nytheatre.com review by Ethan Angelica
August 10, 2013
A scene from Killer Therapy
Does strength breed aggression? Must pacifism only equate to openness and connection? And what happens when you reverse these equations? These are the big questions asked in Killer Therapy, Brandt Johnson's new play in FringeNYC. And they are important ones. Yet, the play itself is a rambling, confused jumble of scenes that never dives deep enough into these issues to actually make the audience think hard about them.
Killer Therapy is the story of an infamous assassin who barges into a therapist’s office as she is headed out the door for a spin class. Turns out, our assassin (who may not be what he seems) is in the throes of a midlife crisis, while our therapist slowly unravels as she allows politeness and apology to get in the way of her goals. Between an impromptu workout session, some odd role-play and lots of obtuse, heady conversation, our assassin finds a purpose and the therapist gains the courage to stand up for herself. Yet, this journey is so disjointed that both my viewing partner and I spent the better part of an hour trying to trace out exactly what happened in the play, and we both agreed that the resolution at the end was just as confusing as the plot. While there are a few good laugh lines, I credit most of them to performance, and not the script.
The production is quite lucky to have the spectacular Summer Broyhill as half of this two hander. As the neurotic, quirky therapist, she shows that she can find the truth in any moment. She is a comic dynamo with some of the best timing I have ever seen, and her phone call bit is the highlight of the entire play. Under Katie Lindsay's careful direction, which provides much-needed momentum, she is able to surmount the challenges of the script and create a dynamic character with a real and honest journey. The production values are very high, especially for a FringeNYC show, and Michael Minahan deserves praise for a spectacularly realistic set on an indie theater budget.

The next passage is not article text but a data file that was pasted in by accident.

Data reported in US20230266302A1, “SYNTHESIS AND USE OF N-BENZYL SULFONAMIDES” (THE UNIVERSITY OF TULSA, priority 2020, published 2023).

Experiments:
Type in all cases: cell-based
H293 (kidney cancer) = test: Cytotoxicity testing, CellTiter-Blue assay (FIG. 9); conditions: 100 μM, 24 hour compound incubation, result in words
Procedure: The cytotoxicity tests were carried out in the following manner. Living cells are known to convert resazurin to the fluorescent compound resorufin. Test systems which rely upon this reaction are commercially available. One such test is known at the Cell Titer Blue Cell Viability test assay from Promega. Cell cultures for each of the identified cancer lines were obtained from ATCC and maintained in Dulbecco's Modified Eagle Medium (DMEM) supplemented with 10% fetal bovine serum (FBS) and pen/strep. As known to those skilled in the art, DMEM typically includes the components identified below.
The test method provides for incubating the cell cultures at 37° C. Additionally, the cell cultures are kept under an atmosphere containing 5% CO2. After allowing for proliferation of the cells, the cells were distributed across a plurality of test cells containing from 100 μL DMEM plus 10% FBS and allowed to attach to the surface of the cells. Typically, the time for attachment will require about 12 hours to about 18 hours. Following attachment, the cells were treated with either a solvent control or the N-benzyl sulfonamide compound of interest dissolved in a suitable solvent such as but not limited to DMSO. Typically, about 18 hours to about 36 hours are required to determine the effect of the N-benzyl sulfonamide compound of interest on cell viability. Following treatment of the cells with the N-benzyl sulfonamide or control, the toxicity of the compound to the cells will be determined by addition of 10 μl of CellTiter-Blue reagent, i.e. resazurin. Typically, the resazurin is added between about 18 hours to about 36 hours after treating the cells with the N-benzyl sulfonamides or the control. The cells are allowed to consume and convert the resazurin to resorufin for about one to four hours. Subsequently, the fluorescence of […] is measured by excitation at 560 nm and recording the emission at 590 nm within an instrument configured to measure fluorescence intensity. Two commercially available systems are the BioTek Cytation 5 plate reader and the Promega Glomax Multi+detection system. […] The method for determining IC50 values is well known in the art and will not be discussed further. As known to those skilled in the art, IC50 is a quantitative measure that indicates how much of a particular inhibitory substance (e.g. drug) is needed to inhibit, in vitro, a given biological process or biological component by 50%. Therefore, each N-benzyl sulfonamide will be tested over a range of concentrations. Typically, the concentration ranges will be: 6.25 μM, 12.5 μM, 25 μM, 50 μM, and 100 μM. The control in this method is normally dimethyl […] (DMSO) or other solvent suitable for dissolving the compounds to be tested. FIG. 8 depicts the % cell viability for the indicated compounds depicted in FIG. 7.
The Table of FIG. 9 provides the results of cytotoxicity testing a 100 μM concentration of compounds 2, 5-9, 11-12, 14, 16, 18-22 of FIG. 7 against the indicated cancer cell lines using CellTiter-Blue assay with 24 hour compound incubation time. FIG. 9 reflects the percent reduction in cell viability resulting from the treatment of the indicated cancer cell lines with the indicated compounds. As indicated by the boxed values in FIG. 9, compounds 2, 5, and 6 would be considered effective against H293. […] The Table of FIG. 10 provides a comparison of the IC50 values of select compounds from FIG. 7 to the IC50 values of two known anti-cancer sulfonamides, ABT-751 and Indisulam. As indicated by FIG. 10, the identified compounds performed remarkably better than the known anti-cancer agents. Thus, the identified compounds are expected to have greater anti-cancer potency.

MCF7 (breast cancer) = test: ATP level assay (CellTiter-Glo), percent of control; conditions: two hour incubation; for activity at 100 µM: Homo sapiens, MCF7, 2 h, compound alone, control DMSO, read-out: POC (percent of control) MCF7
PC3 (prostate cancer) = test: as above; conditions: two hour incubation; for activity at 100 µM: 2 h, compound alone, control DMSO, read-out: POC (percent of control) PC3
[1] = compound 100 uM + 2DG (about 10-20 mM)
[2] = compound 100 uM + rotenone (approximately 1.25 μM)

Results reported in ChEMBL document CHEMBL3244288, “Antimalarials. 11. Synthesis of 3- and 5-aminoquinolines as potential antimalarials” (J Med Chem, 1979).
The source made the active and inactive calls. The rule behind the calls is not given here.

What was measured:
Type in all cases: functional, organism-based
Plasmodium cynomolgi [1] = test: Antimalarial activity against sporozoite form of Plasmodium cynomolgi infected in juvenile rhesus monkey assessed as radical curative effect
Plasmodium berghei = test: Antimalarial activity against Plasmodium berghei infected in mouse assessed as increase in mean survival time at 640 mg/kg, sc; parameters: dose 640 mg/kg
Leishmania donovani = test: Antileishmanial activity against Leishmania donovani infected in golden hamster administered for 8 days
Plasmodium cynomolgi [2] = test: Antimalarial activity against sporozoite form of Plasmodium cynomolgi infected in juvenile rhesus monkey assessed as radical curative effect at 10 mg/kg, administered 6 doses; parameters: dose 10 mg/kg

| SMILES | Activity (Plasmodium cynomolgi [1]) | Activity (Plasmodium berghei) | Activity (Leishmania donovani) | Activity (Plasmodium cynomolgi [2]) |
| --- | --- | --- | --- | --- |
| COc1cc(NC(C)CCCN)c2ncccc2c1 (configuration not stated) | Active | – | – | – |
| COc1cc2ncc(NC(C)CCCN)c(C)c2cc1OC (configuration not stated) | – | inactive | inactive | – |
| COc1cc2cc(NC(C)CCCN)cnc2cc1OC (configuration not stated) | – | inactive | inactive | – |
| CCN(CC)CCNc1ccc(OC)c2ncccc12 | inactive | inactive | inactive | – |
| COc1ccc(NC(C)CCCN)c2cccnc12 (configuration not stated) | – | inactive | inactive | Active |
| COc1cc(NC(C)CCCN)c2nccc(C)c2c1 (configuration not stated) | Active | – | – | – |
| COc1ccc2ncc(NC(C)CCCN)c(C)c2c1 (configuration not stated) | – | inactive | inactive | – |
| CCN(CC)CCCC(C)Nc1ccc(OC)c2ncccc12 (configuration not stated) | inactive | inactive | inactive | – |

I wish Killer Therapy had offered the incisive questioning of human nature that it seems to want to do, especially through comedy. While the writing is occasionally smart, the play rambles along and loses whatever bite it may have along the way, never really asking much of its audience besides a laugh here and there. Perhaps with some tightening and stronger structure, this play might be able to broach discussion on the real questions it seeks to answer. Right now, however, it's more confusing than anything else.